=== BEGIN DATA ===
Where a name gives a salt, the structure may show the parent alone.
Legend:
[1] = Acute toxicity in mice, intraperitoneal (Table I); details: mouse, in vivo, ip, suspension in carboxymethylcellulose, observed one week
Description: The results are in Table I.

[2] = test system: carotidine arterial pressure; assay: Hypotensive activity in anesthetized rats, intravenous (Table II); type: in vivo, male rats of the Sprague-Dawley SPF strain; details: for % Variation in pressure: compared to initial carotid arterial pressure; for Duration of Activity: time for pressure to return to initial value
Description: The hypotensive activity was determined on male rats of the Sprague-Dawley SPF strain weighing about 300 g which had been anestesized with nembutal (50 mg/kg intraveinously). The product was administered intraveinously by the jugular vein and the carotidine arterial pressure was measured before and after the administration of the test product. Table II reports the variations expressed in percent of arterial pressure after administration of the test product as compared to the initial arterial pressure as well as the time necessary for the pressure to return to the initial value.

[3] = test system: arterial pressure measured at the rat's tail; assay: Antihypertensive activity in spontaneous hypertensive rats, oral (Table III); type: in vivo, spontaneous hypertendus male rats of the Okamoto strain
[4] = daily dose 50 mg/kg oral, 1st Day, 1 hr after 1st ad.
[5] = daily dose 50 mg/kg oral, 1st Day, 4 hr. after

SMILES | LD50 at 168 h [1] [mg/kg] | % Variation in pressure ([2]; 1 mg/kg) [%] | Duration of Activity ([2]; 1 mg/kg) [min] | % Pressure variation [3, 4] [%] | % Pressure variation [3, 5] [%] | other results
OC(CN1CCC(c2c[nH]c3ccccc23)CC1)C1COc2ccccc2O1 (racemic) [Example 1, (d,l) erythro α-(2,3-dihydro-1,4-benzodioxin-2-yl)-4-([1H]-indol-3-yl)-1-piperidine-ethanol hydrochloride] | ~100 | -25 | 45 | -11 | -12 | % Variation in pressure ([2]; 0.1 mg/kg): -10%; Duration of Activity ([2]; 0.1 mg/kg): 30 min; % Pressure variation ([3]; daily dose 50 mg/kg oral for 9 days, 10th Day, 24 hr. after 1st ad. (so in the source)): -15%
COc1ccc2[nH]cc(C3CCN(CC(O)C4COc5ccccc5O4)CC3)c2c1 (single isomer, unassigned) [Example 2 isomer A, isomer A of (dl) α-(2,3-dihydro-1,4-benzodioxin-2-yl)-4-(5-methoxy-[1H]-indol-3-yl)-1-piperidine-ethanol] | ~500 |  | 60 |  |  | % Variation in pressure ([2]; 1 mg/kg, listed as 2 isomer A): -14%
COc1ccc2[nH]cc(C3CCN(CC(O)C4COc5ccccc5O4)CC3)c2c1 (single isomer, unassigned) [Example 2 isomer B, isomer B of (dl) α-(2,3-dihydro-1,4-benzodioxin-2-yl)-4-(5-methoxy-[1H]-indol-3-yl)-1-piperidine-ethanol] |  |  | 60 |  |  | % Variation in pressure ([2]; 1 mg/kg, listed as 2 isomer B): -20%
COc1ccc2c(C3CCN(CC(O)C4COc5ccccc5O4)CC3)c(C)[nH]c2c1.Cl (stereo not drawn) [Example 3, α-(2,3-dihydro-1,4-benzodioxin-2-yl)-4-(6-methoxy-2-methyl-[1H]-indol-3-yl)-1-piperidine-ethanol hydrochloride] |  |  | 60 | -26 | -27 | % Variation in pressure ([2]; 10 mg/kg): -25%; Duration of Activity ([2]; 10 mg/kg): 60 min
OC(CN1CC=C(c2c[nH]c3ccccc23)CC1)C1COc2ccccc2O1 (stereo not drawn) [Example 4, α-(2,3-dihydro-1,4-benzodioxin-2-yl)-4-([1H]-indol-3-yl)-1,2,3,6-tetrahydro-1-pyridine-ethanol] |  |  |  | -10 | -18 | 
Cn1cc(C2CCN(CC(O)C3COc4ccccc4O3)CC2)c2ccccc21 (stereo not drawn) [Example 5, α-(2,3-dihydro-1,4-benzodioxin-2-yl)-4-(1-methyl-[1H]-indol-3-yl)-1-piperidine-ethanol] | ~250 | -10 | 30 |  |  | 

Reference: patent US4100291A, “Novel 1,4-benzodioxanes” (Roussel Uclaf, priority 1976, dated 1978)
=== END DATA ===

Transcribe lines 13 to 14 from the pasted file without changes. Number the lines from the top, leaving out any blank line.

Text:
COc1ccc2[nH]cc(C3CCN(CC(O)C4COc5ccccc5O4)CC3)c2c1 (single isomer, unassigned) [Example 2 isomer B, isomer B of (dl) α-(2,3-dihydro-1,4-benzodioxin-2-yl)-4-(5-methoxy-[1H]-indol-3-yl)-1-piperidine-ethanol] |  |  | 60 |  |  | % Variation in pressure ([2]; 1 mg/kg, listed as 2 isomer B): -20%
COc1ccc2c(C3CCN(CC(O)C4COc5ccccc5O4)CC3)c(C)[nH]c2c1.Cl (stereo not drawn) [Example 3, α-(2,3-dihydro-1,4-benzodioxin-2-yl)-4-(6-methoxy-2-methyl-[1H]-indol-3-yl)-1-piperidine-ethanol hydrochloride] |  |  | 60 | -26 | -27 | % Variation in pressure ([2]; 10 mg/kg): -25%; Duration of Activity ([2]; 10 mg/kg): 60 min